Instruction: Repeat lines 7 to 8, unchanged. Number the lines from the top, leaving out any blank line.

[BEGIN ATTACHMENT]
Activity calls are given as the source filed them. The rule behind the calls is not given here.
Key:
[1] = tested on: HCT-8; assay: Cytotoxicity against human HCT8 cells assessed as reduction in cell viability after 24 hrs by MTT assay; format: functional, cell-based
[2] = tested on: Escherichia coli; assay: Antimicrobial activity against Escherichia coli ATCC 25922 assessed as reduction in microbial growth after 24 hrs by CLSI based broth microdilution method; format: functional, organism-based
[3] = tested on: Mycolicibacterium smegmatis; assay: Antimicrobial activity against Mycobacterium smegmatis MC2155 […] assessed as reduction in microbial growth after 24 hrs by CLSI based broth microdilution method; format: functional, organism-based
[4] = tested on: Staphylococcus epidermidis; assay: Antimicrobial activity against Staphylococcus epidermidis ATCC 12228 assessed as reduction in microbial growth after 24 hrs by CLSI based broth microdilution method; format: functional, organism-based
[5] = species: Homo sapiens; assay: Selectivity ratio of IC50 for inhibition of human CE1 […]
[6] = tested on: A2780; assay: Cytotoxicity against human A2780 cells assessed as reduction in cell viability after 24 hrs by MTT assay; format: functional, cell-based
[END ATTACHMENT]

[5] = species: Homo sapiens; assay: Selectivity ratio of IC50 for inhibition of human CE1 […]
[6] = tested on: A2780; assay: Cytotoxicity against human A2780 cells assessed as reduction in cell viability after 24 hrs by MTT assay; format: functional, cell-based